Two little monkeys jumping on the bed.
When it’s raining, we jump from Theodore’s bed to the folding chair, but it’s a long way and sometimes I fall, and sometimes we go on my bed instead, crawling up and inside—it’s supposed to be a bed, because I’m old enough, but it has crib bars. We grip the bars, pretending we’re in a cage, and we spring, higher and higher, and the mattress rattles, and Theodore makes the best monkey noises.
The rain stops after a while, no more cages, and the world is white sky over your head and red worms on the sidewalk, and all the things and people that fill up your eyes, that make you hungry for looking. The hiccup man comes out and sits on his steps. His black-faced dog barks and huffs, rattling a chain tied to the porch post. The man sits and unkinks the chain, and hiccups, and his T-shirt slides over the hair on his lumpy belly. Black specks circle his gray mouth. I ask Mommy and Theodore why he hiccups all the time.
“It’s a medical condition, I think,” says Mommy.
“Definitely some medical condition,” says Theodore. He’s nine and knows things.
People come out who belong to other doors. The lady with the bald baby walks slow around the porch, bouncing the baby and patting its diaper. There’s the old man who wears a coat in summer.
It rains again, and we jump on Theodore’s bed, and the covers roll and ruffle and I’m riding them like waves close to the ocean, and I’m laughing so hard, until my next jump takes me to the edge of the bed with the sliding covers, and I slink all the way into the ocean, and I whack my chin on the edge of the folding chair.
One fell off and bumped his head.
Sun comes out and the sky is yellow, and warm, and shines on the faces. Theodore plays cops and robbers with Steven and I run after on the bumpy green wet grass but I never catch up. The hiccup man watches. He laughs.
One night he doesn’t have his dog.
“Got sick,” he says. In between is a hiccup.
“Why you don’t take your dog to the doctor?”
Mommy called the doctor and the doctor said . . .
He shakes his head, flopping the skin on his neck. There’s a hiccup. He bends over to look at the crack below the porch steps. Staring, like something is going to crawl out. There is nothing but a long-stem dandelion, still yellow, without wishes.
“Don’t have enough money.” Another hiccup.
I have money.
I’m five, and I have money, and this is important. I run to mine and Mommy’s room. Under the bed are bowls and dirty underwear. In the closet is my broken See-N-Say and a pink sock. In the drawer is my green plastic purse with the buckle.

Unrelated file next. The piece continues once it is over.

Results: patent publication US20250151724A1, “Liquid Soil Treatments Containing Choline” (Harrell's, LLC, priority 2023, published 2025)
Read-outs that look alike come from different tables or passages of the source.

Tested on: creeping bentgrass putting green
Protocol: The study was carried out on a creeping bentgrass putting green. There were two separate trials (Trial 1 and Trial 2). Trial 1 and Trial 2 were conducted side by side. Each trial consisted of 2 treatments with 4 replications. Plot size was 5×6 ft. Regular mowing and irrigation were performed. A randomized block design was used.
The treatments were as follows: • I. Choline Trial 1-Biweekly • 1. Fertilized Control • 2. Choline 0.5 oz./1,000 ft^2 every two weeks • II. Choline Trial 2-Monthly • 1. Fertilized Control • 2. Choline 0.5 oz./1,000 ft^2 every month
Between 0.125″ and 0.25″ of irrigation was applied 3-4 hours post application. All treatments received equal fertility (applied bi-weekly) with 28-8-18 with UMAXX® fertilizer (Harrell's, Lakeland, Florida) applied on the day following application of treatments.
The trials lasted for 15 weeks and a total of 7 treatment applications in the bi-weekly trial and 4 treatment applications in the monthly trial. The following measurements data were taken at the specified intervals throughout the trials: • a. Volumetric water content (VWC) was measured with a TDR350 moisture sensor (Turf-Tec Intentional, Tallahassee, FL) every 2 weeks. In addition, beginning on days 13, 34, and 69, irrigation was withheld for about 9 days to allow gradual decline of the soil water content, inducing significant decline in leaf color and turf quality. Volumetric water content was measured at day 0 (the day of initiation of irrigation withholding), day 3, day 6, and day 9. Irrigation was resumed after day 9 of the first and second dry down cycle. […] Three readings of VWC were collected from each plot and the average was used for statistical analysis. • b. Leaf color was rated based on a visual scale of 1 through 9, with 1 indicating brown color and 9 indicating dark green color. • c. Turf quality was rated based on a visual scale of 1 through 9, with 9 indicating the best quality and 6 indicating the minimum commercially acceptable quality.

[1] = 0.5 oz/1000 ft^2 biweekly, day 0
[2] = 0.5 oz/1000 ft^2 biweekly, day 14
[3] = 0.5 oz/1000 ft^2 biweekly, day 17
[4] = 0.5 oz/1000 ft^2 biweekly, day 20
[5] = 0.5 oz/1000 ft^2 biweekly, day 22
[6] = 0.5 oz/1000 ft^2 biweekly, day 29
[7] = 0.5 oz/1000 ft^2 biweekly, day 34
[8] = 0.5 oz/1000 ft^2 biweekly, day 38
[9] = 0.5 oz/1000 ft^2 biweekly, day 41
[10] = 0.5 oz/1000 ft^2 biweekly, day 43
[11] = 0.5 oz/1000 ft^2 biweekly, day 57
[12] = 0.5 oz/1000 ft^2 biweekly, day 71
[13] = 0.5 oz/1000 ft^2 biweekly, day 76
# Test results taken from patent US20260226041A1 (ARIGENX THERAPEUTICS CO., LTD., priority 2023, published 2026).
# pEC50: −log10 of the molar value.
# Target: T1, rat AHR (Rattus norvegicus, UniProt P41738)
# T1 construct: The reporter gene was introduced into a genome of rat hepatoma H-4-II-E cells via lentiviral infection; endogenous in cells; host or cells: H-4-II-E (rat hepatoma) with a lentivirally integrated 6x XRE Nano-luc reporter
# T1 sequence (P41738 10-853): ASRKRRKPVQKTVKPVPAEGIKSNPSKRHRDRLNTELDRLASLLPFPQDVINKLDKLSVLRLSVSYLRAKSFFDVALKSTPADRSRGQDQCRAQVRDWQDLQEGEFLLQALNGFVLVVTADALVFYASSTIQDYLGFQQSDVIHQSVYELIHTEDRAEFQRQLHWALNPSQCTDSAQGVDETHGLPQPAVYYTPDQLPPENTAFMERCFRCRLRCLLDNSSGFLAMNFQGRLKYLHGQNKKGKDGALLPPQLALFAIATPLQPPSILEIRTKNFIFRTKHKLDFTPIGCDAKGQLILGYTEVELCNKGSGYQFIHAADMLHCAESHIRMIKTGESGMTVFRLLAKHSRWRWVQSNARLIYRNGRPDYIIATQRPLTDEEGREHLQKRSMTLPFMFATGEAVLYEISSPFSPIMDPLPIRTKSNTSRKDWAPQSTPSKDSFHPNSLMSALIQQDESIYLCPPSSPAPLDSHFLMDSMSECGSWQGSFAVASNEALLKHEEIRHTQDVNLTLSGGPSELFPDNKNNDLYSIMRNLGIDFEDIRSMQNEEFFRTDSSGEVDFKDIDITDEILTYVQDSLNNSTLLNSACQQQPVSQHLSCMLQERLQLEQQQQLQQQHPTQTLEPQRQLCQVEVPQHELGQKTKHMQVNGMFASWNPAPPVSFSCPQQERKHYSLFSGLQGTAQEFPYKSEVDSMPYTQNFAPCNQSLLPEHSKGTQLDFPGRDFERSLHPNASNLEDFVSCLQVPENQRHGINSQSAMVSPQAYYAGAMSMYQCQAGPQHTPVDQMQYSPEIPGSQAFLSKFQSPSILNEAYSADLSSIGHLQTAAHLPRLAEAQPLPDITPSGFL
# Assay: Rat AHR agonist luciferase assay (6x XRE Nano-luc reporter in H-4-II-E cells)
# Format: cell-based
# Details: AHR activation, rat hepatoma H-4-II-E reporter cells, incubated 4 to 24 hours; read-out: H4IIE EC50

Grandma gave me the purse. She put money in it. She put it in my hand and clucked her mouth and said, “At least you can learn to save. You won’t be poor all your life.”
That was the day she and Mommy got into an argument about our apartment. “Do you have to keep things such a mess? And it’s a bad neighborhood,” Grandma said. She thinks it’s Mommy’s fault. Cribs for beds, and now there’s a crack in the headboard. Big-teethed dogs and porches with cracks and grass not smooth enough.
She doesn’t understand about the white and yellow light, the sky, all the things to find out, all the ways to be.
I run outside, pour the pennies from the purse into my hand, clink, clink. They are cold and heavy, mostly old brown ones, and three shiny ones. I hold out my hand to the hiccup man.
It’s a lot of money.
He waves it away. “That’s not enough money,” he says.
“If you save, you won’t be poor,” I tell him.
I don’t see him for a long time. Theodore says, “Something happened because of his medical condition.”
The lady with the bald baby says the hiccup man’s dog died. The old man who wears a coat in summer says the hiccup man died in the hospital.
Our uncle who is a doctor comes over with a toolbox, and opens the toolbox, and takes out a screwdriver, and twists it around on all four corners of my bed until the crib bars are gone. I can look out the window from my bed, and see what the world is doing, rain or sky, and get down easy.
My uncle stands up and says in his soft, deep voice, “You’re a big girl now.”
The hiccup man died because he was lonely and missed his dog.
What I remember is how he watched us play, and sometimes laughed. He didn’t hiccup when he laughed.
No more monkeys jumping on the bed.
Christi Krug's stories have recently appeared in Luna Station Quarterly and Stay with Yourself. Prior to the pandemic, she served as writer-in-residence at North Cascades Institute. Her fiction and nonfiction have shown up in everything from horror anthologies to Sunday school publications. She is a Portland resident, a multi-faceted coach of creativity and mindfulness, and the author of Burn Wild: A Writer’s Guide to Creative Breakthrough. www.christikrug.com